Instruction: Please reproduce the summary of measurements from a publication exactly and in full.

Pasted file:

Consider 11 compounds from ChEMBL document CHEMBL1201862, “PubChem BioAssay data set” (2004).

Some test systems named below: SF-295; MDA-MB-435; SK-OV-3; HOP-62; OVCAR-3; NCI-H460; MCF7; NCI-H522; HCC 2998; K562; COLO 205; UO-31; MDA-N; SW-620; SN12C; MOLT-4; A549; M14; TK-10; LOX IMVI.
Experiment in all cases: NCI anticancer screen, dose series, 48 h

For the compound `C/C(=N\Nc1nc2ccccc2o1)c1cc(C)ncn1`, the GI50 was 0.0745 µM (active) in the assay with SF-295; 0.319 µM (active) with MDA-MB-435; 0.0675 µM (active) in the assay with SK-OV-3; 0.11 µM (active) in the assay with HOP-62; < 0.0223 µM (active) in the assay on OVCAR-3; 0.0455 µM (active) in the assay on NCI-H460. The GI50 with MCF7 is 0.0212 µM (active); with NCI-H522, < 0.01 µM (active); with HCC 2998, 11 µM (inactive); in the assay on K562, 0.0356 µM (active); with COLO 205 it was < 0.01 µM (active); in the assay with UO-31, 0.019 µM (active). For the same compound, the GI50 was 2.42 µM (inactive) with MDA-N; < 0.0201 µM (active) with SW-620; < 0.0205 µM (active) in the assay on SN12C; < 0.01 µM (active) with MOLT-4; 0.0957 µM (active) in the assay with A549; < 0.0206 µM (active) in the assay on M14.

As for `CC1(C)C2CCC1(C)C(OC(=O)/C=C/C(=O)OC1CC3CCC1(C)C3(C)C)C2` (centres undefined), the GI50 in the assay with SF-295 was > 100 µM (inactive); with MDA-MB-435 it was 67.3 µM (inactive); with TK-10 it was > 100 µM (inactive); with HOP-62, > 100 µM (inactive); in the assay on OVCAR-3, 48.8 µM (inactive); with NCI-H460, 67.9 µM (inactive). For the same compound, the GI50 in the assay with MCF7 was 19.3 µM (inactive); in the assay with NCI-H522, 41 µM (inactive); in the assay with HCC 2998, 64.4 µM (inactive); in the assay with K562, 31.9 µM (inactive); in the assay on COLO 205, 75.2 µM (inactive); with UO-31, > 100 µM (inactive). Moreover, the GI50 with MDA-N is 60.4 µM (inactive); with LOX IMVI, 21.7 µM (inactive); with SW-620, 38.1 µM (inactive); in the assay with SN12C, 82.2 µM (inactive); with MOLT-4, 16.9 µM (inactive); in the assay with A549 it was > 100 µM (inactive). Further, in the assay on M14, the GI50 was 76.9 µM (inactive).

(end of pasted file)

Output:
Consider 11 compounds from ChEMBL document CHEMBL1201862, “PubChem BioAssay data set” (2004).

Some test systems named below: SF-295; MDA-MB-435; SK-OV-3; HOP-62; OVCAR-3; NCI-H460; MCF7; NCI-H522; HCC 2998; K562; COLO 205; UO-31; MDA-N; SW-620; SN12C; MOLT-4; A549; M14; TK-10; LOX IMVI.
Experiment in all cases: NCI anticancer screen, dose series, 48 h

For the compound `C/C(=N\Nc1nc2ccccc2o1)c1cc(C)ncn1`, the GI50 was 0.0745 µM (active) in the assay with SF-295; 0.319 µM (active) with MDA-MB-435; 0.0675 µM (active) in the assay with SK-OV-3; 0.11 µM (active) in the assay with HOP-62; < 0.0223 µM (active) in the assay on OVCAR-3; 0.0455 µM (active) in the assay on NCI-H460. The GI50 with MCF7 is 0.0212 µM (active); with NCI-H522, < 0.01 µM (active); with HCC 2998, 11 µM (inactive); in the assay on K562, 0.0356 µM (active); with COLO 205 it was < 0.01 µM (active); in the assay with UO-31, 0.019 µM (active). For the same compound, the GI50 was 2.42 µM (inactive) with MDA-N; < 0.0201 µM (active) with SW-620; < 0.0205 µM (active) in the assay on SN12C; < 0.01 µM (active) with MOLT-4; 0.0957 µM (active) in the assay with A549; < 0.0206 µM (active) in the assay on M14.

As for `CC1(C)C2CCC1(C)C(OC(=O)/C=C/C(=O)OC1CC3CCC1(C)C3(C)C)C2` (centres undefined), the GI50 in the assay with SF-295 was > 100 µM (inactive); with MDA-MB-435 it was 67.3 µM (inactive); with TK-10 it was > 100 µM (inactive); with HOP-62, > 100 µM (inactive); in the assay on OVCAR-3, 48.8 µM (inactive); with NCI-H460, 67.9 µM (inactive). For the same compound, the GI50 in the assay with MCF7 was 19.3 µM (inactive); in the assay with NCI-H522, 41 µM (inactive); in the assay with HCC 2998, 64.4 µM (inactive); in the assay with K562, 31.9 µM (inactive); in the assay on COLO 205, 75.2 µM (inactive); with UO-31, > 100 µM (inactive). Moreover, the GI50 with MDA-N is 60.4 µM (inactive); with LOX IMVI, 21.7 µM (inactive); with SW-620, 38.1 µM (inactive); in the assay with SN12C, 82.2 µM (inactive); with MOLT-4, 16.9 µM (inactive); in the assay with A549 it was > 100 µM (inactive). Further, in the assay on M14, the GI50 was 76.9 µM (inactive).